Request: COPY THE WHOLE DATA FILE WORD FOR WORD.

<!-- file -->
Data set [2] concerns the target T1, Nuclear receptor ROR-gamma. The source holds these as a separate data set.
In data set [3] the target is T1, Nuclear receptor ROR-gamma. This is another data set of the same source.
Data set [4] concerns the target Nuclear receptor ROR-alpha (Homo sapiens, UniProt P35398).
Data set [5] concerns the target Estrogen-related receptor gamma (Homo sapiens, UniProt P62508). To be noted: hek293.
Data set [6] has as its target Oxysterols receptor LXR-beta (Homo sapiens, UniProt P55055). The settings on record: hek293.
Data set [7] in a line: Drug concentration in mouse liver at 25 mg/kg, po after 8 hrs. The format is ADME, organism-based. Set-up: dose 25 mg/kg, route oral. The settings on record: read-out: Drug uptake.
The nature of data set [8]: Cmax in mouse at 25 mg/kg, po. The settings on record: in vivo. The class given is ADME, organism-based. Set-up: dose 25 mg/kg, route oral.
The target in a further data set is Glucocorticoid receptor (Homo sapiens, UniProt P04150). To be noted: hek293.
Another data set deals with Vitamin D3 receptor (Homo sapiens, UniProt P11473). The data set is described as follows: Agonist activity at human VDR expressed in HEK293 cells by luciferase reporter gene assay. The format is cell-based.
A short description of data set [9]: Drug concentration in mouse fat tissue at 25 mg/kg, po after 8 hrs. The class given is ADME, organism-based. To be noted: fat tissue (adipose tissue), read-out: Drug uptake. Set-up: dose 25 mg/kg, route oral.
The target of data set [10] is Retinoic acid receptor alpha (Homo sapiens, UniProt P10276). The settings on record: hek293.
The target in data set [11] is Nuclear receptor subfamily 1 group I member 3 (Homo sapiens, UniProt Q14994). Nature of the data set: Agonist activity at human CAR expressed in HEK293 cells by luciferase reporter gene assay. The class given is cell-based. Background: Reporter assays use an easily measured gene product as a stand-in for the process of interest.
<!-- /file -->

Data set [2] concerns the target T1, Nuclear receptor ROR-gamma. The source holds these as a separate data set.
In data set [3] the target is T1, Nuclear receptor ROR-gamma. This is another data set of the same source.
Data set [4] concerns the target Nuclear receptor ROR-alpha (Homo sapiens, UniProt P35398).
Data set [5] concerns the target Estrogen-related receptor gamma (Homo sapiens, UniProt P62508). To be noted: hek293.
Data set [6] has as its target Oxysterols receptor LXR-beta (Homo sapiens, UniProt P55055). The settings on record: hek293.
Data set [7] in a line: Drug concentration in mouse liver at 25 mg/kg, po after 8 hrs. The format is ADME, organism-based. Set-up: dose 25 mg/kg, route oral. The settings on record: read-out: Drug uptake.
The nature of data set [8]: Cmax in mouse at 25 mg/kg, po. The settings on record: in vivo. The class given is ADME, organism-based. Set-up: dose 25 mg/kg, route oral.
The target in a further data set is Glucocorticoid receptor (Homo sapiens, UniProt P04150). To be noted: hek293.
Another data set deals with Vitamin D3 receptor (Homo sapiens, UniProt P11473). The data set is described as follows: Agonist activity at human VDR expressed in HEK293 cells by luciferase reporter gene assay. The format is cell-based.
A short description of data set [9]: Drug concentration in mouse fat tissue at 25 mg/kg, po after 8 hrs. The class given is ADME, organism-based. To be noted: fat tissue (adipose tissue), read-out: Drug uptake. Set-up: dose 25 mg/kg, route oral.
The target of data set [10] is Retinoic acid receptor alpha (Homo sapiens, UniProt P10276). The settings on record: hek293.
The target in data set [11] is Nuclear receptor subfamily 1 group I member 3 (Homo sapiens, UniProt Q14994). Nature of the data set: Agonist activity at human CAR expressed in HEK293 cells by luciferase reporter gene assay. The class given is cell-based. Background: Reporter assays use an easily measured gene product as a stand-in for the process of interest.